Gilt Bronze Ewers, Empire Period
Call +33 1 45 61 44 55
Attributed to Claude Galle (1759 - 1815)
A Pair of Empire Gilt Bronze Ewers
Paris, circa 1810
Height 57 x 10.5 x 10. 5 cm (base) each
Of elongated baluster form, the collars and bases of these ewers are mounted with stylized palmettes and acanthus leaves, the spout adorned with an applied male mask whose hair and beard are formed of spreading acanthus leaves, the channelled and scrolled handle terminating by a winged, lightly draped classical maiden who clasps the ewer’s rim with both hands, and supported on a putto mask. The spreading circular foot rests on a black marble base.
Nearly identical ewers are pictured in Paul Marmottan, Le Style Empire, 1925, vol. III, pl. 22. They stand on the mirrored mantlepiece of Empress Josephine’s Petit Boudoir in La Malmaison. Hans Ottomeyer and Peter Pröschel, Vergoldete Bronzen, 1986, p. 364, pl. 5.12.6, illustrate a comparable pair of ewers that make up a garniture with a vase-shaped clock, also attributed to Claude Galle. Arcadi Gaydamak, Russian Empire, Architecture, Decorative and Applied Arts, Interior Decoration 1800-1830, 2000, p. 171, illustrates a similar pair of gilt bronze ewers adorning the mantelpiece in the Blue Sitting Room of the Yusupov Palace in Saint Petersburg. Similar Galle ewers are in the Pavlovsk Palace in Saint Petersburg, the Ostankino Palace in Moscow, and the Württemberg Landesmuseum in Stuttgart. Another pair, formerly in the collection of the Earls of Essex in Cassiobury Park, were almost certainly those offered in the sale of the Ojjeh Collection, Christie’s Monaco, 11-12 December 1999, lot 153.
Claude Galle produced many ewers, urns, vases and clock cases, with handles formed by, or surmounted by, winged maidens as here. A pair of comparable examples is illustrated in Gli Splendori del Bronzo: Mobili e Oggetti d’Arredo tra Francia e Italia 1750-1850, 2002, p. 140, no. 58, as well as in Ottomeyer and Pröschel op. cit. p. 365, pl. 5.12.9. This type of object was very popular among collectors in England and Russia, where they occasionally inspired designers and bronziers such as Andreï Voronikhin (1759-1814) and Friedrich Bergenfeldt (1768-1822).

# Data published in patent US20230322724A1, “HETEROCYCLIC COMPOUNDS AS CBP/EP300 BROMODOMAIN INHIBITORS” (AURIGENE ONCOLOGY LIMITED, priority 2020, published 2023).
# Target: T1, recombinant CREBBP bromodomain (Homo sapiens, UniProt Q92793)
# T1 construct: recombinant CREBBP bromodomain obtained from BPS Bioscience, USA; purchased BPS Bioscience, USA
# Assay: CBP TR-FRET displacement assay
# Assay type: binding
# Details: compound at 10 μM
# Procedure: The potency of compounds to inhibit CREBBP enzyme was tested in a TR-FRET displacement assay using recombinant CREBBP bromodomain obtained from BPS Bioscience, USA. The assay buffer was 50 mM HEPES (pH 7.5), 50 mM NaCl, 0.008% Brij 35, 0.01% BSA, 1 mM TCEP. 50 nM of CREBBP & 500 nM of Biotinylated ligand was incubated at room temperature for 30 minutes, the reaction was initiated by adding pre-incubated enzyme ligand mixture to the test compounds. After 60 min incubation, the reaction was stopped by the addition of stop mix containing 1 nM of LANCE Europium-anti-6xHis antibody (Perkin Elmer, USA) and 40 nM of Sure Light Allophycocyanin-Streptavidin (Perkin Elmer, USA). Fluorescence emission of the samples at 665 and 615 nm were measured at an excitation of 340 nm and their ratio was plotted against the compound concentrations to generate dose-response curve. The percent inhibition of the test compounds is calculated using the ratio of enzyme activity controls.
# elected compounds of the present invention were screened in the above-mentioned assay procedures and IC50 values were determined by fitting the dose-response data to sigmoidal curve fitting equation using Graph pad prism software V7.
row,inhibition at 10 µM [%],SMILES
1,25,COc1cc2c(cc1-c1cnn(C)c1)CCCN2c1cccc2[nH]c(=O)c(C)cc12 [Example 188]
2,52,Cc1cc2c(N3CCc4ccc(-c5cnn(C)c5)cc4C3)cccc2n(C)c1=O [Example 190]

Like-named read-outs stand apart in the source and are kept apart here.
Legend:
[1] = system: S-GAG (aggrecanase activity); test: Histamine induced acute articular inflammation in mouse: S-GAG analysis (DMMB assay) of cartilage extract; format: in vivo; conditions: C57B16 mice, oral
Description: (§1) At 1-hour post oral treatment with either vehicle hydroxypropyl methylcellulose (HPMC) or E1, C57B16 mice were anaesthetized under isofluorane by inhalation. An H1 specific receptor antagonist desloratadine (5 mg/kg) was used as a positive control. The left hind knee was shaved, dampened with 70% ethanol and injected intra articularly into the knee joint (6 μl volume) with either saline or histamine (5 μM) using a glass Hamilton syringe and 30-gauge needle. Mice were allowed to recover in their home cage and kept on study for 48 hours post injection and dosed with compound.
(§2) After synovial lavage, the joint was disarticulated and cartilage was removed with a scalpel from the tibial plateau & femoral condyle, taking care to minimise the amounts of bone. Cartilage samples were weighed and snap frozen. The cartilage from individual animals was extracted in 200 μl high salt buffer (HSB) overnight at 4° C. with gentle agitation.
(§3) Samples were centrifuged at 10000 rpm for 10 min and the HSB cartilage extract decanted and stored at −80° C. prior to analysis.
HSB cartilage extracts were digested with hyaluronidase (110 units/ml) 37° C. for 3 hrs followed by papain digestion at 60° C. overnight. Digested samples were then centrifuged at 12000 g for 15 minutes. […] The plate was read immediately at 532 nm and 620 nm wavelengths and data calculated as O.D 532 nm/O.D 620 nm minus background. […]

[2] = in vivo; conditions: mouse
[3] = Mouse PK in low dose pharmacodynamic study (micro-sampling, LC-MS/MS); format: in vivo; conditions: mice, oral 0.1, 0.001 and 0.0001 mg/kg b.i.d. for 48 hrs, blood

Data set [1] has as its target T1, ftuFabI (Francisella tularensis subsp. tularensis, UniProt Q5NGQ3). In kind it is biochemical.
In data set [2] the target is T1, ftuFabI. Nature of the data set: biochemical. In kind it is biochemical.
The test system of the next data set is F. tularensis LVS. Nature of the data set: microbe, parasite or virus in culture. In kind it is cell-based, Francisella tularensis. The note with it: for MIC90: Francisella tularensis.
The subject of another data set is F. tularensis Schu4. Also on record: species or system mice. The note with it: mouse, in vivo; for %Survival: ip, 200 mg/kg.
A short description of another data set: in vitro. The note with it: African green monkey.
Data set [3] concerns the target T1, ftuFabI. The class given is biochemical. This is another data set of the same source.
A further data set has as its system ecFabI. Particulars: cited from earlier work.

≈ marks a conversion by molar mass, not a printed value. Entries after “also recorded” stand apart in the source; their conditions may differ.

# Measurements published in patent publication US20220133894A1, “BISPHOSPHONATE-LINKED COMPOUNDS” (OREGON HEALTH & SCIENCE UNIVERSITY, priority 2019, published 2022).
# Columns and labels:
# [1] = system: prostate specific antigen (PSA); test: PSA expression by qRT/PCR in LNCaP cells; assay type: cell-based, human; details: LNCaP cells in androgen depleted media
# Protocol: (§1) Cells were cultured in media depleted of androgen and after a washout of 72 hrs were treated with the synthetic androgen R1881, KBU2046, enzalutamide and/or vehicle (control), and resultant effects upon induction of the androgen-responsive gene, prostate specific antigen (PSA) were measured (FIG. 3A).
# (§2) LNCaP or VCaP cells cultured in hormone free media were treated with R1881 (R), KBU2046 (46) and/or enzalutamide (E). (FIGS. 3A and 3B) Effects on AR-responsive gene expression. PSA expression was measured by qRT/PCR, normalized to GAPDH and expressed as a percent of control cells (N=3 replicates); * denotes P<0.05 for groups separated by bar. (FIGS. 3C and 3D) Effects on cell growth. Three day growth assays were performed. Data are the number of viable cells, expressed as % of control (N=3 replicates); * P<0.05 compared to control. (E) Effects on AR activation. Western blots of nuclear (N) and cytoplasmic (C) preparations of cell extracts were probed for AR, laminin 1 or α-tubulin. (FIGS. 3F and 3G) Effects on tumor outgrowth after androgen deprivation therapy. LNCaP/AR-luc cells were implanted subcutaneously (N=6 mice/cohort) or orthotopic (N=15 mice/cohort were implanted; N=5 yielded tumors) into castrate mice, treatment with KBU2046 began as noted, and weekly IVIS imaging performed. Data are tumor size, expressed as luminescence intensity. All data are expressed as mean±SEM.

Claude Galle (1759 - 1815) One of the foremost bronziers and fondeur-ciseleurs of the late Louis XVI and Empire periods, Claude Galle was born at Villepreux near Versailles. He served his apprenticeship in Paris under the fondeur Pierre Foy, and in 1784 married Foy’s daughter. In 1786 he became a maitre-fondeur. After the death of his father-in-law in 1788, Galle took over his workshop, soon turning it into one the finest, and employing approximately 400 craftsmen. Galle moved to Quai de la Monnaie (later Quai de l’Unité), and then in 1805 to 60 Rue Vivienne. The Garde-Meuble de la Couronne, under the direction of sculptor Jean Hauré from 1786-88, entrusted him with many commissions. Galle collaborated with many excellent artisans, including Pierre-Philippe Thomire, and furnished the majority of the furnishing bronzes for the Château de Fontainebleau during the Empire. He received many other Imperial commissions, among them light fittings, figural clock cases, and vases for the palaces of Saint-Cloud, the Trianons, the Tuileries, Compiègne, and Rambouillet. He supplied several Italian palaces, such as Monte Cavallo, Rome and Stupinigi near Turin. In spite of his success, and due in part to his generous and lavish lifestyle, as well as to the failure of certain of his clients (such as the Prince Joseph Bonaparte) to pay what they owed, Galle often found himself in financial difficulty. Galle’s business was continued by his son after his death by his son, Gérard-Jean Galle (1788-1846). Today his work may be found in the world’s most important museums and collections, those mentioned above, as well as the Musée National du Château de Malmaison, the Musée Marmottan in Paris, the Museo de Reloges at Jerez de la Frontera, the Residenz in Munich, and the Victoria and Albert Museum in London.
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